“. . . our kids need to learn how to communicate their needs and their personal stumbling blocks with their teachers, the same way they would if they were in the classroom. If our kids are struggling—when our kids struggle—they can work with their teachers to come up with solutions. If our kids are old enough to read and write, we can work with them on how to write a polite message or email, asking their teacher for help or additional instruction or clarification. If they’re not old enough to read and write, we can schedule a time for them to talk with their teacher so they can explain what they’re having a hard time with.” -Life Hacker
By constantly deferring our children back to their virtual teachers at every turn we are slowly, step-by-step, systematically removing our involvement, removing our input, and removing our influence from the very people we should have the most invested in —our children. We are giving our children a virtual surrogate that the Big Bad Wolf has duped us into believing to be more competent and capable than we could ever be. To believe that is to accept inadequacy rather than seize the advocacy that is our ordained privilege as parents.
We should FEAR being told not to INTERFERE. You are the parent. He is your child. You are not interfering. You are engaging. You are instilling. You are equipping. You, my dear mama or papa, are enriching your child’s education in a way that only you can.
Parent/Teacher segregation is not the answer for Back-to-School 2020! Teachers have always needed the support of parents, and many parents certainly need teacher support . . . . this year more than ever. We should work together, utilizing all our assets to the betterment and holistic development of our children. We do not need more finger pointing— “this is YOUR job, it’s not MY problem.” We do not need shoving off and shirking the responsibilities of our collective children’s education. We need a parent-teacher partnership. We need to join hands, not draw more lines in the sand.
3.) “WE ARE HERE TO FACILITATE, NOT EDUCATE.”
“But that’s not the same as sitting down and actually trying to teach them the material ourselves. That’s not the same as trying to re-learn third grade math using a different method than we were taught, as I found myself doing last spring. Third grade math was my limit; if he needs help with fourth grade math, he’s going to have to take it up with his teacher, a person who is not me. We are here to help facilitate, not educate.” -Life Hacker
Heaven forbid we actually have to sit down and have an engaged, present moment with our child! And if we can’t do third grade math, maybe re-learning it with our child is the absolute best use of our time in that moment. For our sake as much as for the child. We can absolutely facilitate. Especially if we are working full time, part time, or upper level math or science is involved. But we always educate. We are parents. It’s our job.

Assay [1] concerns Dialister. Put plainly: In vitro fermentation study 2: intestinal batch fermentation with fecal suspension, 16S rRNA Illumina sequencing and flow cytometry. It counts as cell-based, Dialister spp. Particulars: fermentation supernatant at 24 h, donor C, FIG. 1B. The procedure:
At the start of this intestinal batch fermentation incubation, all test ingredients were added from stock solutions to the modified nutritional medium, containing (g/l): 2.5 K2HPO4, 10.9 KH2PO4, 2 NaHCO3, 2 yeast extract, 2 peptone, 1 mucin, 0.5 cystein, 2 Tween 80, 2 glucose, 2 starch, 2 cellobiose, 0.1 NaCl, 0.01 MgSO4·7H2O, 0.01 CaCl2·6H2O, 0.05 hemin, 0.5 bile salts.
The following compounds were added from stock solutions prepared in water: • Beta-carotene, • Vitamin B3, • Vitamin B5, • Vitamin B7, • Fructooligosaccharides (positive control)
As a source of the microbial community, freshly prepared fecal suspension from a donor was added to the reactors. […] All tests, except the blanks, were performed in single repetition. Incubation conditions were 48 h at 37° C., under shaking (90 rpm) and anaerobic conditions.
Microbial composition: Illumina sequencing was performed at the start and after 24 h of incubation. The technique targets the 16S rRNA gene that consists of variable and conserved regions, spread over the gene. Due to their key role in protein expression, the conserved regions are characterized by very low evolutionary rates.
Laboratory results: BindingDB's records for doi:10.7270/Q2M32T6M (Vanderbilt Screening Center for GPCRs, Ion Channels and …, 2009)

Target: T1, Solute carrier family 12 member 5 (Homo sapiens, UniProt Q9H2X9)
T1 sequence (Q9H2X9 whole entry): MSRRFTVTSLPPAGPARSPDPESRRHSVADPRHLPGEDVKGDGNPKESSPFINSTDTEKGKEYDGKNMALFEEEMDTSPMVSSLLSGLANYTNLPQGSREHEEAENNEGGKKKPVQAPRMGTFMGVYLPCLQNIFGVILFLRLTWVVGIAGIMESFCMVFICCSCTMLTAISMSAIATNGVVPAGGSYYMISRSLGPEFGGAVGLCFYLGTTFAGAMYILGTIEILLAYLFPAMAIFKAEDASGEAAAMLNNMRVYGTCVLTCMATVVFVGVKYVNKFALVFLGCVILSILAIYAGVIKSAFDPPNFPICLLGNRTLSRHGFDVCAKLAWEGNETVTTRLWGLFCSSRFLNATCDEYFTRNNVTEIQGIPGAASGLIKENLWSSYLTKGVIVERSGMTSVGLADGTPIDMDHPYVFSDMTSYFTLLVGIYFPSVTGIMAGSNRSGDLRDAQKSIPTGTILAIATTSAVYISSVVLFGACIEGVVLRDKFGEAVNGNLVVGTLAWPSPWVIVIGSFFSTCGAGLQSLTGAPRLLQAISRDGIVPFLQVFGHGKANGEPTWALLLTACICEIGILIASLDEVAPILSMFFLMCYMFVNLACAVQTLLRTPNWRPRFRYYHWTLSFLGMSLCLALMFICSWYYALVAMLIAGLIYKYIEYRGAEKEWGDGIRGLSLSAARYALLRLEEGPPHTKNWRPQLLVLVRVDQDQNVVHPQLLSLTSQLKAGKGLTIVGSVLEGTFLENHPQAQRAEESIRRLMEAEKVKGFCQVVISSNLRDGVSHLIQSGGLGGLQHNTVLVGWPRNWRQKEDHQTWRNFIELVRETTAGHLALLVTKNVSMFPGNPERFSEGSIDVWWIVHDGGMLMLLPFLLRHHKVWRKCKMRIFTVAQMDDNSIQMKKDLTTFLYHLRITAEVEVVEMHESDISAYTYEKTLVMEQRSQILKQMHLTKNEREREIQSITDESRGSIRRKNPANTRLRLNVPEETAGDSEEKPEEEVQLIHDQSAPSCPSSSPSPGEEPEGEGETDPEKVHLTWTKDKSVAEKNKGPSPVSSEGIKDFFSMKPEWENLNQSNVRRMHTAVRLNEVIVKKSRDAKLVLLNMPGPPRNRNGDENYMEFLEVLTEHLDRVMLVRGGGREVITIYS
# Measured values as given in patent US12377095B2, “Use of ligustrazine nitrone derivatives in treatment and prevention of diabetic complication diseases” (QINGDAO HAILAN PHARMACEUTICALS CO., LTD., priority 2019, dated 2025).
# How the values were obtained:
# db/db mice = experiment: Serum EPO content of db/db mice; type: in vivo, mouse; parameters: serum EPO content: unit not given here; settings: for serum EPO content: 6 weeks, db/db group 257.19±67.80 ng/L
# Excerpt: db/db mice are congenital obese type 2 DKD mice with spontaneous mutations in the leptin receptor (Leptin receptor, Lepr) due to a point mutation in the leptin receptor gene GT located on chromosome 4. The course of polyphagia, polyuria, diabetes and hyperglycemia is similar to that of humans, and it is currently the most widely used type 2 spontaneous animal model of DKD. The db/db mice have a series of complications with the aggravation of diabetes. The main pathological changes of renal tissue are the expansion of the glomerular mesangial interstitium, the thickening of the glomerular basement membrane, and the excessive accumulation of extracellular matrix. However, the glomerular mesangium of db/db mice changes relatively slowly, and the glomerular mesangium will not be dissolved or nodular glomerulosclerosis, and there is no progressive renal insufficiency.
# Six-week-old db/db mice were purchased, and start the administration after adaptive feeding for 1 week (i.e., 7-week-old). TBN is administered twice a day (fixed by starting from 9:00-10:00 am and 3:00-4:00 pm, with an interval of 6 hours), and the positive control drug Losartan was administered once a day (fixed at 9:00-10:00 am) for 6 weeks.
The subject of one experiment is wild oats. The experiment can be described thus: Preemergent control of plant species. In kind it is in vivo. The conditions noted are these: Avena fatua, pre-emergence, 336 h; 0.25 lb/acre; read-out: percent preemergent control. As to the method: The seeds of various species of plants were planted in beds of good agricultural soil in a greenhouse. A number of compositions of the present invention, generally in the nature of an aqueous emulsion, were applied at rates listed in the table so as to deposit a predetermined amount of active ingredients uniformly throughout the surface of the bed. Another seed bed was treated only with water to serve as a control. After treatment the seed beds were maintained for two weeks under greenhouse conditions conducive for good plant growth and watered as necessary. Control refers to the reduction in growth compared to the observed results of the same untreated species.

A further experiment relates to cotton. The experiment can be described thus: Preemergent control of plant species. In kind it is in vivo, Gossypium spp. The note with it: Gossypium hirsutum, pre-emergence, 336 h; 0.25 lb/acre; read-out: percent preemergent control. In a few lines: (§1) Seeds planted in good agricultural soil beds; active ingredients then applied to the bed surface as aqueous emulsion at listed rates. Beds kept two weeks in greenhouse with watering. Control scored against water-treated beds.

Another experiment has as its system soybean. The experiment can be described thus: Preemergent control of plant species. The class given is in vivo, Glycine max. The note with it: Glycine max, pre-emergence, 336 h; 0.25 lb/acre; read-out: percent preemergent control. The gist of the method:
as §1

The moment we discount the prominent role of parents, we curse the role that family values play in society. We lose our place, our purpose, our privilege. Without the family, there is no heritage, no heart.
4.) “IT’S NOT YOUR FAULT” IF YOUR CHILD’S SCHOOLING IS A DISASTER THIS YEAR.
“I know not all situations are created equal. Parents of students with special needs: I see you. I know your challenges are great, if not impossible. But remember: You are not their teacher. If this year is an absolute disaster (and it very well might be), it’s not your fault. You are their parent and you’re doing the best you can.” -Life Hacker
All we seem to do is pass the buck these days. Everything is someone else’s fault, someone else’s problem, someone else’s responsibility.
Our investment is paramount to the development of our children. And that includes our children’s education. If a teacher fails our children, what is at stake for them? Possibly their scores, reputation, or conscience. If we fail our children, we will live everyday with that sentence. Our children are ultimately our responsibility. To say otherwise would simply excuse parents from any lack of involvement, or exonerate them from any blame, rather than empowering those same parents. To validate our detachment, disinterest, or disregard for the development of the precious beings that have been entrusted to us.
This article, this message, this school-of-thought is not encouraging, inspiring, equipping, or empowering to parents. It is discouraging, disheartening, debilitating, and downright demeaning. It is not pro-parent, it is not pro-teacher, and it is certainly not pro-child. This message is only pro-individual. Self-validating, self-seeking, and self-serving. We are better than that. Or at least we should be. We can rally, we can rise to the occasion, we can reclaim our rightful and powerful role as parents. We can put our children before ourselves. We can pour everything we have into the next generation, the hope for our tomorrow.
Don’t believe the message he’s blowing under your door . . .
It’s time to blow the Wolf Warning Horn!
before he teaches little wolves his tricks . . .
be practical and build your house of bricks.
Thank you for reading. You’ve got this!
Love, ~Our Holistic Homeschool~